Sheep Industry Business Innovation

SIBI staff profile: Karlee Bertola

Having grown up on her grandparents' farm near the airport in Albany, Karlee has had a long affinity with land, environment and farming. Karlee studied a Bachelor of Environmental Science at the University of Western Australia, majoring in restoration ecology and graduating in 2010. Following that, Karlee found some work at the Gillamii centre in Cranbrook where she assisted with saline grazing projects and management plans for the region. In 2011 Karlee secured a three month contract to work with the Indigenous Landholder Service (now called Aboriginal Business Development).

During her time at DAFWA Karlee has completed environmental management plans, soil testing, water sampling, and business planning workshops. She splits her time equally between the SIBI project to engage with Noongar landowners interested in starting up sheep enterprises on their properties, and Indigenous Agriculture Management.

Karlee Bertola
DAFWA Development Officer Karlee Bertola

The SIBI project has provided a great opportunity for Noongar landholders to build their capacity and engage in the sheep industry. Through the project DAFWA has been able to provide planning that has guided landholders on what business models would work best on their properties. Many of the properties DAFWA works with are currently leased, but the SIBI project has provided a way for landholders to explore other options and the potential to get into sheep in the future. A vision amongst landholders is to eventually develop an Indigenous branded meat product to supply to China.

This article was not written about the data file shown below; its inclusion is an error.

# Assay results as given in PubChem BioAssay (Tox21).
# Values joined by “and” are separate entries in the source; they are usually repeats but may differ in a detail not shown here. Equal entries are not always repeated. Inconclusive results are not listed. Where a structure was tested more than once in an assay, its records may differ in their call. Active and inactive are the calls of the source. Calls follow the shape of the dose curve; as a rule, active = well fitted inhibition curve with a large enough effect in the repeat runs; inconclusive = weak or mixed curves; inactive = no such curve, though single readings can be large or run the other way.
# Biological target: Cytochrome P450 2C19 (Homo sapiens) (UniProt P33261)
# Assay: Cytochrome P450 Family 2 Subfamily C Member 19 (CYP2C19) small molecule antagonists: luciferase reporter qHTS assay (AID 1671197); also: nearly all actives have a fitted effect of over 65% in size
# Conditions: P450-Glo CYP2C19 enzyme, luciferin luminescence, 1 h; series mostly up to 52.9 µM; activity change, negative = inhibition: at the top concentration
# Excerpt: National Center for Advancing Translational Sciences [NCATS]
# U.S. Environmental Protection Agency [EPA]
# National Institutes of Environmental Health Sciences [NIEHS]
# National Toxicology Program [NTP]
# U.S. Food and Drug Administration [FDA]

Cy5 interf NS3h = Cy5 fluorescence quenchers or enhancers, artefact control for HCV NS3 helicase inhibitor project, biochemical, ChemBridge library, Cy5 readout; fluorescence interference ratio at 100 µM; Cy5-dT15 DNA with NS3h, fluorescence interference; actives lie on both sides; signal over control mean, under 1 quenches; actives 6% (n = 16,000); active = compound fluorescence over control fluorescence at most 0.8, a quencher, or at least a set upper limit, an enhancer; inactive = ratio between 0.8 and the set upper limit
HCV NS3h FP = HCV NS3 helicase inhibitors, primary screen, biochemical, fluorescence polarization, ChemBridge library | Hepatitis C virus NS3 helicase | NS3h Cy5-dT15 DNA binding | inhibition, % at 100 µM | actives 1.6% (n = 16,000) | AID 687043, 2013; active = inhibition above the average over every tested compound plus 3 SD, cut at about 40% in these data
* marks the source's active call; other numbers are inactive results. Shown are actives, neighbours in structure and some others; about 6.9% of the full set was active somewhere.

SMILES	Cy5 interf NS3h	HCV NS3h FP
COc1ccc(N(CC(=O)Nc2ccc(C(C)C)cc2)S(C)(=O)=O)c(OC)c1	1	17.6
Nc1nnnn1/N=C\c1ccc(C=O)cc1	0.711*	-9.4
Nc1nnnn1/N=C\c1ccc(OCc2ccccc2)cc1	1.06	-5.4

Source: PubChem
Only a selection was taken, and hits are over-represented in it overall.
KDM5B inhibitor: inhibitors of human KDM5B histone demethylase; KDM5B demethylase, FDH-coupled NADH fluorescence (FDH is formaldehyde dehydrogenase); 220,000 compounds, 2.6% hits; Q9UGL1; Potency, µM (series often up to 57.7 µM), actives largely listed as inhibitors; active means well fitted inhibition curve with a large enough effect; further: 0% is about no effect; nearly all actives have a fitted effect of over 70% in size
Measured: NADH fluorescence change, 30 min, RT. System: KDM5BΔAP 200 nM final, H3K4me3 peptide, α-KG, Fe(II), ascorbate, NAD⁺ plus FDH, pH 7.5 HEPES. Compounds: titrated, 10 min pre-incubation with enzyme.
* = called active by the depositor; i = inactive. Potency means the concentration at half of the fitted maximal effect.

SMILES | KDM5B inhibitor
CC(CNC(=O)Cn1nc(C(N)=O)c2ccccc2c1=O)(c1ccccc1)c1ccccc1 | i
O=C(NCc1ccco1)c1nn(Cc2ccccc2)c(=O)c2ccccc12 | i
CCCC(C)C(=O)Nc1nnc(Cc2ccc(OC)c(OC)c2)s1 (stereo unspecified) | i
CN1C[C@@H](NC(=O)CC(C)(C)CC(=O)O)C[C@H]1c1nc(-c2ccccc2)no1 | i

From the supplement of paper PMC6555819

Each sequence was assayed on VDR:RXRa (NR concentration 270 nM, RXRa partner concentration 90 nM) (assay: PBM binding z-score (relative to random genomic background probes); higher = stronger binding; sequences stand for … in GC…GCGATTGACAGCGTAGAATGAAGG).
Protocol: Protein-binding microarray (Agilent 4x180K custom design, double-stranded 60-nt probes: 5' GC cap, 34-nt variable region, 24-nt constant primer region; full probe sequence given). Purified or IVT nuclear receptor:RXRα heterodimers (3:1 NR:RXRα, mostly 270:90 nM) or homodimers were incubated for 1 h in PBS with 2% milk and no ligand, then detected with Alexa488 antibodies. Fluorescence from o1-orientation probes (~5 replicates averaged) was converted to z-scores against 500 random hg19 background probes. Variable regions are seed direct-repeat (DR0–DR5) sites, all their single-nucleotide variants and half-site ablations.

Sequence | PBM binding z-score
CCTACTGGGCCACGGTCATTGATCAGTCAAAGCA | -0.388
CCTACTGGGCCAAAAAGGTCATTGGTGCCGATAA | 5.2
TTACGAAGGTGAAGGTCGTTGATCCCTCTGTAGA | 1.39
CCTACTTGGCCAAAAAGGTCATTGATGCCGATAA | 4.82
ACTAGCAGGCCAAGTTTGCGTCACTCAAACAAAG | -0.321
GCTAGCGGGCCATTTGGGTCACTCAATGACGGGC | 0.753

One of Karlee's favourite roles is organising the Lifetime Ewe Management course for Indigenous landholders. The course has been interactive, hands-on and fun, which is great for learning. Landholders are already taking their skills back to their corporations and applying the skills on their own farms.

In her spare time Karlee likes to paint, and sheep often feature in her paintings!

painting of sheep in field
One of Karlee's paintings, titled "Early Morning at the Farm I"